I hesitate to answer too firmly because I rather have the sense that the question I want to answer is whether or not re-incarnation is part of the Christian Faith, rather than whether or not someone who holds to that idea is in or out. If membership of the Church were such a simple matter of being in or out then I would imagine that I would be out because we would have to move from the simple ticking of boxes to ensure right doctrine, to the simple ticking of boxes to ensure holy living. And since I am not a holy person and sin often I would be cast out.
But the Church is not like that, and Christ is not like that, even while it is an historical fact that re-incarnation is not and has never been accepted as being part of the Christian faith.
In Christianity, certainly that of the British Orthodox Church, re-incarnation is not accepted as compatible with the Gospel because it denies the unique value of each person made especially by God to be in relationship with Him. It also denies the unique work of the incarnate Word in salvation because it denies that faith in Christ brings us to life with God in eternity, on the contrary it teaches us that we need to go round again and again, hopefully getting better as we do.
Christianity teaches us that we cannot ever get better enough!
It is a different Gospel than the one we so thankfully embrace. The Good News for us is that despite our weakness, our sinfulness, our regular failings, Christ chooses to make His home in our hearts, to unite us with God and to transform our unique being so that as far as is humanly possible we can share in the divine life.
There is no scope for re-incarnation in such an understanding because our unique personhood is of etrenal value to God, such that He became incarnate, suffered, died and rose again for ME - this ME typing here. And even though I live a weak life that brings Him no glory, and even though given a million lives I would not improve, nevertheless He calls ME - this ME - brother and son and friend.
I am of such value to Him, and you are, and each one of us is. He made us ONCE to be in relationship with Him. It is just not part of the Christian hope that having failed in this life we start again as some other person. Because it denies that the incarnate Christ has saved us at all.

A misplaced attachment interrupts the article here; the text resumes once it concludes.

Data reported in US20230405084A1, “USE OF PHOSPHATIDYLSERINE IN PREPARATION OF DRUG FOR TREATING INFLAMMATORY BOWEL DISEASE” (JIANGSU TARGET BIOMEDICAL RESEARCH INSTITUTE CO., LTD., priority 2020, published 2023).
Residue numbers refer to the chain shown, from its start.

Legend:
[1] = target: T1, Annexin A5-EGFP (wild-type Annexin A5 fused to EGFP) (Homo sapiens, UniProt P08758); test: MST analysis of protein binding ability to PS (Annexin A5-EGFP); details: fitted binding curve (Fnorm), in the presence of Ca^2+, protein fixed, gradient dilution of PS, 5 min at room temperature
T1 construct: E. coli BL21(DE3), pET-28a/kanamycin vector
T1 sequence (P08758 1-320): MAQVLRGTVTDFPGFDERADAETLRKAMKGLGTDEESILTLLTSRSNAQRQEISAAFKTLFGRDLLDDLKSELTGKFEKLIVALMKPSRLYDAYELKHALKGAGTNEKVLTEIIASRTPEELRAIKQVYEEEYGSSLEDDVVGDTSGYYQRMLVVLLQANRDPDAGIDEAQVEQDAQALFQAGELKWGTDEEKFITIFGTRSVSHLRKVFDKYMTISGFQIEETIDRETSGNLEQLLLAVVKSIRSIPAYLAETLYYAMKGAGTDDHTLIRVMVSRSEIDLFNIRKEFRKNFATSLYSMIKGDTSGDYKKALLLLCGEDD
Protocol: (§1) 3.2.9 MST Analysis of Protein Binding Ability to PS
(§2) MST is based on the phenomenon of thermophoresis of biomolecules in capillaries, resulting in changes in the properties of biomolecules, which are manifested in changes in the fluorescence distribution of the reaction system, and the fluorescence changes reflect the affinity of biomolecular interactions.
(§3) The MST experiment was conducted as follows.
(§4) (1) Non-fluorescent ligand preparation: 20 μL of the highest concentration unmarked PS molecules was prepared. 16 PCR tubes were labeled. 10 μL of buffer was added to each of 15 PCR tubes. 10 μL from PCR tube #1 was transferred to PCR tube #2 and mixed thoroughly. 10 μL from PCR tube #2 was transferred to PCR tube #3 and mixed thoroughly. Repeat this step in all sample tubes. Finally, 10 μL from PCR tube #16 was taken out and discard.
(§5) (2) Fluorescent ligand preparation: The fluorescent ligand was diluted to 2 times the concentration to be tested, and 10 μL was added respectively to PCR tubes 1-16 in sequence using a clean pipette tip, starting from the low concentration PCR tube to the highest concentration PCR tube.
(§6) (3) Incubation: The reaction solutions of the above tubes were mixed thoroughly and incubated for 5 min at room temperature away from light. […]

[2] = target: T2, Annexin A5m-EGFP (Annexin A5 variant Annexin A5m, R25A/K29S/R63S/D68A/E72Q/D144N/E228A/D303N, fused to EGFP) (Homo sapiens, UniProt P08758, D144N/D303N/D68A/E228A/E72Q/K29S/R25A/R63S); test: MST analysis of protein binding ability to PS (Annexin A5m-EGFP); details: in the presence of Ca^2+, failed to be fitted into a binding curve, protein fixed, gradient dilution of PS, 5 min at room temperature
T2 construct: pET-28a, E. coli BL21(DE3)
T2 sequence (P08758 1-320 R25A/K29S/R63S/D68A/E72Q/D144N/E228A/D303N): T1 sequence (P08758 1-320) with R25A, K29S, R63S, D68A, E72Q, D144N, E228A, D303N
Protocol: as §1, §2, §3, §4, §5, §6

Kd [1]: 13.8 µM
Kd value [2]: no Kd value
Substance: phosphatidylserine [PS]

We would have to posit that after coming into relationship with me and offering me eternal life with Him as a gift and not based on any merit of my own, and after starting to see some growth in my life with Him, this is all swept away and some other person linked to me in some way starts all over again.
This denies the unique value of each one of us in God's eyes, and makes the salvation offered by Christ to be meaningless. So it is incompatible with Christianity.
I would suggest, and others, especially clergy should correct me, that you not worry so much about what might make someone in or out of the British Orthodox Church. They let me stay! But of course there are boundaries to the faith that are there for our spiritual health. The catechumenate is the place to work through some of these issues, that is entirely what it is there for. As folk have said elsewhere, just as we are not expected to be perfect when beginning, or ending, the catechumenate, so, especially at the beginning of the catechumenate, we are not expected to have dealt with every doubt, qualm and obstacle to faith.
Today as I was driving to work I was moved by the readings in Our Daily Life, as I often am. The short verse said..
Quote:Trust in the Lord with all thine heart, and lean not on thine own understanding. In all thy ways acknowledge Him and he will direct thy paths.
I am myself struggling with various issues, not least, badly behaved children, moody colleagues at work, and an exhausted spouse. All of which leave me frustrated if not angry. And this morning I was asking God what He was doing when I was trying to serve Him, and then I read this verse.
Does this mean I should switch my brain off? I don't think so. But it does teach me not to expect to understand everything that is taking place at a particular time in my life, nor to expect to have all the answers to every question.
This would be my counsel to you. Park this issue, and others which you raise, keep them somewhere in your mind where they can be discussed as appropriate, and they will need to be discussed and considered. But do not let them stand in the way of trusting God. He promises to make things clear, in the end, and even if the path is difficult, but He will make things as clear as we need. And in the end, when it is still unclear, we have faith. Not blind faith, but faith in a person, our heavenly Father, whom we grow to trust more and more as a reasonable response to our existence, and as we experience His loving care in and through our lives and the lives of others.
Likewise in the passage we read today in ODL from Abba Nestoros, he teaches us that we do not find life in Christ through miracles, and I will add through knowledge and human understanding, but through humble love, of God and of others and of ourselves.
You, yourself, Mark Fletcher, are precious to God, and to many of us here who see God at work in you. That being so it is our constant prayer and desire that you, yourself, in this life and no other, find Him and are transformed by Him into the unique person He has made you to be.
All of your questions are completely fair and valid and necessary. But in the end God is a unique person as you are a unique person, and the Christian life is lived in that meeting of the human with the Divine. So trust Him and He will work things out.
Sorry to ramble on, and I will try to read up a bit more on the topics you raise.
Best wishes and continuing prayers